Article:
The Creek


The first thing that many students think of when they think of Fredonia in the context of the outdoors is Canadaway Creek. But to them, it’s often just called “The Creek.” And to them, going to The Creek has certain implications.

“The Creek is where everyone goes to smoke, yeah,” admitted a Fredonia student who asked to remain anonymous. “But I go there with my friends, and sometimes by myself, too, to just look at the water and take a break. It’s very peaceful.”


Other than offering a private place to smoke pot off-campus, The Creek also provides visitors with a wonderful view in either summer or winter. Usually rather low in water depth and prosperity, The Creek truly reflects the general attitude of the town of Fredonia – quiet and mundane, yet, when closely inspected, holding a secret serene beauty that people of all ages and interests can enjoy. Though, when The Creek is particularly full after a heavy rain or recently melted snow, it is surprising how much force and gusto such a little stream has.

People have been known to fish, raft, swim, and hike The Creek throughout the year.


Running through much of the town, The Creek starts flowing in the town of Griswold, a few villages over from Fredonia, and ends up in Lake Erie, like so many things seem to do. In total, The Creek covers over 12 miles of land.

“I like to walk down The Creek whenever I get the chance,” said senior public relations major Tyler Stanley. “It’s just fun. I’m going to miss going there once I graduate, you know. It’s such a representation of Fredonia, even more than the downtown scene. I recommend that everyone go.”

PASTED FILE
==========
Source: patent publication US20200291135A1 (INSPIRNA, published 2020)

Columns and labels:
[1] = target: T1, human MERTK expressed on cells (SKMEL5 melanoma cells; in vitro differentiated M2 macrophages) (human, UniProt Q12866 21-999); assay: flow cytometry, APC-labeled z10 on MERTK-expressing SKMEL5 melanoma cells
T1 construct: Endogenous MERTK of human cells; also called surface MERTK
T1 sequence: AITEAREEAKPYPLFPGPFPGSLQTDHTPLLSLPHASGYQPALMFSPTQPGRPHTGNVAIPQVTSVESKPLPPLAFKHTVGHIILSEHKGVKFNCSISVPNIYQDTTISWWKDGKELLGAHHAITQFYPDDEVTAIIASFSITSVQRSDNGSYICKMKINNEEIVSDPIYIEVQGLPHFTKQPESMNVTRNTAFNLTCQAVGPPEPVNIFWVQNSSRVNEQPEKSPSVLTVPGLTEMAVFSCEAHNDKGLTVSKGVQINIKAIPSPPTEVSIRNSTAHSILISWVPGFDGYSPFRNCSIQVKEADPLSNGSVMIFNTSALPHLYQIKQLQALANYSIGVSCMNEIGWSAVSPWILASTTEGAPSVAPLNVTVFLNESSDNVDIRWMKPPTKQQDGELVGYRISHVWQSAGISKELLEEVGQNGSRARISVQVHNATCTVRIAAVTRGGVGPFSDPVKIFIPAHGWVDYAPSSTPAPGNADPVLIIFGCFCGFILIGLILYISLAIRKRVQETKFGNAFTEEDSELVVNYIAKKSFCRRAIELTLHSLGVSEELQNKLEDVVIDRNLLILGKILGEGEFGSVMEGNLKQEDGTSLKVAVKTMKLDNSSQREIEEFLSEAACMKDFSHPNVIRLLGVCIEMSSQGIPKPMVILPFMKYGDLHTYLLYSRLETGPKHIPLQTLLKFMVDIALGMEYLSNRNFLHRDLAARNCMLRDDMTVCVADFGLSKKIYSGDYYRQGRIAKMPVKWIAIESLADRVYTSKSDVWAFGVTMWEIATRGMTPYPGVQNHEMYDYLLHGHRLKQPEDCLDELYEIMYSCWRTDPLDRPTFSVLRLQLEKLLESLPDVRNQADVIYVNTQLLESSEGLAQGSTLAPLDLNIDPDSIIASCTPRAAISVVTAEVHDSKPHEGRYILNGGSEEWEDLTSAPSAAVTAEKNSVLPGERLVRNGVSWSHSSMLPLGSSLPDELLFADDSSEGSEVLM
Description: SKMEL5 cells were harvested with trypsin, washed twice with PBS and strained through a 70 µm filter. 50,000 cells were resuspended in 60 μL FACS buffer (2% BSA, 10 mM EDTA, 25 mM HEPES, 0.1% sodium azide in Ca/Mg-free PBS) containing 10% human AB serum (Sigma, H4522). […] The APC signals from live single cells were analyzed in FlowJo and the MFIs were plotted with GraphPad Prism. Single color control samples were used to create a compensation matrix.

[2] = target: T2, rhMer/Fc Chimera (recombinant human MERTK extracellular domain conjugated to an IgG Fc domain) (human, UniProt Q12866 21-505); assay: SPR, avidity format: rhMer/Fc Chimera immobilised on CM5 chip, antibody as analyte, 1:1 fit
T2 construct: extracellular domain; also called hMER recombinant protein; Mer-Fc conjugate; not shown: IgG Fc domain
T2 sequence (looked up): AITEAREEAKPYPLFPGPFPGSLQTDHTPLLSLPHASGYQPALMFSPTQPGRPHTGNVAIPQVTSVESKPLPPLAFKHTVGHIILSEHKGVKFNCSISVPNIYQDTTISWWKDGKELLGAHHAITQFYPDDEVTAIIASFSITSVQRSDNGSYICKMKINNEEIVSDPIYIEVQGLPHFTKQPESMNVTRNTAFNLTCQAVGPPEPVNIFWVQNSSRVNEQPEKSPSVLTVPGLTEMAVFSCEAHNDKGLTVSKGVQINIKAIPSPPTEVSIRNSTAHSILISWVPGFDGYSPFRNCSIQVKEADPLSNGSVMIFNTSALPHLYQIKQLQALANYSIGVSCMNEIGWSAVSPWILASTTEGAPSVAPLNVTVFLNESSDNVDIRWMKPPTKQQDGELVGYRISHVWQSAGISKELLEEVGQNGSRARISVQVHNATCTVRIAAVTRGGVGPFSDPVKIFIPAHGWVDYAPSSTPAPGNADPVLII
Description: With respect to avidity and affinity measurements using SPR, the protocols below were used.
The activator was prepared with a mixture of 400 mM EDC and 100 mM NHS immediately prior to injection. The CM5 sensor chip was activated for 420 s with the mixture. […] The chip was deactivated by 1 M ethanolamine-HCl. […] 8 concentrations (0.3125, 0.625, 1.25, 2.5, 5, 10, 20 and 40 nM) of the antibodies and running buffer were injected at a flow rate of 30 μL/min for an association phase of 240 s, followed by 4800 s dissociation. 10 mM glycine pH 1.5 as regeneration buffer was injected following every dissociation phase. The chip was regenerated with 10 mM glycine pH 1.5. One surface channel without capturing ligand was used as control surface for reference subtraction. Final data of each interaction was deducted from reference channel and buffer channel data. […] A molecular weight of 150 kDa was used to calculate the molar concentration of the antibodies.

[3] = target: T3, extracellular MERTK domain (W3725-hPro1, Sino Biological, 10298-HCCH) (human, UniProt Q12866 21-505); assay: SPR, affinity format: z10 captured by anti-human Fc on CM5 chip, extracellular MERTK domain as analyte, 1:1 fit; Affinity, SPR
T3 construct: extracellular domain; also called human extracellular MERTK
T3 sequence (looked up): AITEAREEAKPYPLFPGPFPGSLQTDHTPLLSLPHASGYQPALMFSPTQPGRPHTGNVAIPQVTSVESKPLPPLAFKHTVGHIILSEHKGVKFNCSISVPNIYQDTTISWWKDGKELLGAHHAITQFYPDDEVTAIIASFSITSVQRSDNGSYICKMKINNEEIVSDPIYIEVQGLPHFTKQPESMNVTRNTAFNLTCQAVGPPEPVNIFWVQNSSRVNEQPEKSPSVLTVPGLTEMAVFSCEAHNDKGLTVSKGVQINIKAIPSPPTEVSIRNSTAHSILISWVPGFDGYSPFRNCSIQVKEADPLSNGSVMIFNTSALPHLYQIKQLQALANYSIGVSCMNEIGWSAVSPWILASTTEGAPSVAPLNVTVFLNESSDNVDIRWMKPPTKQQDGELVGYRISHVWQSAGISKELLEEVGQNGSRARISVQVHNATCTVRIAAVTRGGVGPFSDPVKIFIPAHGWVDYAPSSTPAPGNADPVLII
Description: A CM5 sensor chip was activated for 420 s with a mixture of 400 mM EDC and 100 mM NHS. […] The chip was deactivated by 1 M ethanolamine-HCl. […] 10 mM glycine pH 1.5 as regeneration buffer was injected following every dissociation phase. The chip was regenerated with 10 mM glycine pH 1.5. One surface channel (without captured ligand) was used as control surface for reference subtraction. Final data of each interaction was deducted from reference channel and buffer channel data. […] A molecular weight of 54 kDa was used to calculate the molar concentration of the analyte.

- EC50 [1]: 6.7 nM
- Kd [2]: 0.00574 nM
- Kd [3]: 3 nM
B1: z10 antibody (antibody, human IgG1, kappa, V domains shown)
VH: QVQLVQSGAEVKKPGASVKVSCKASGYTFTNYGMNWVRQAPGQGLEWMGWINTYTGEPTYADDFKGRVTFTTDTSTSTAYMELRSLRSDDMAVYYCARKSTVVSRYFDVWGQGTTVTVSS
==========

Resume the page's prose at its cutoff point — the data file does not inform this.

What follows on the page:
This post is only a general overview of Canadaway Creek. Because it has so much potential, and because I enjoy going there myself so often, I plan on having more posts related to The Creek.


An unlikely friend


His name is Wally.

I first met this little guy while I was moving into my house in Fredonia last semester. He was sitting on a bush a few feet away while my housemates and I labored with heavy furniture up and down the stairs to our front porch. We didn’t think twice about how close he was to us; most birds would’ve flown away with all the hustle and bustle that was going on right next to him, but this particular bird didn’t seem to mind us. In fact, after we were all done moving in, the bird flew in for a closer look, right up to the railing of our porch, where we were all sitting and talking about the upcoming year together. We were surprised by the bird, but we thought he was just a curious little thing, we didn’t know he was tame, or even had a name. That information came to us later.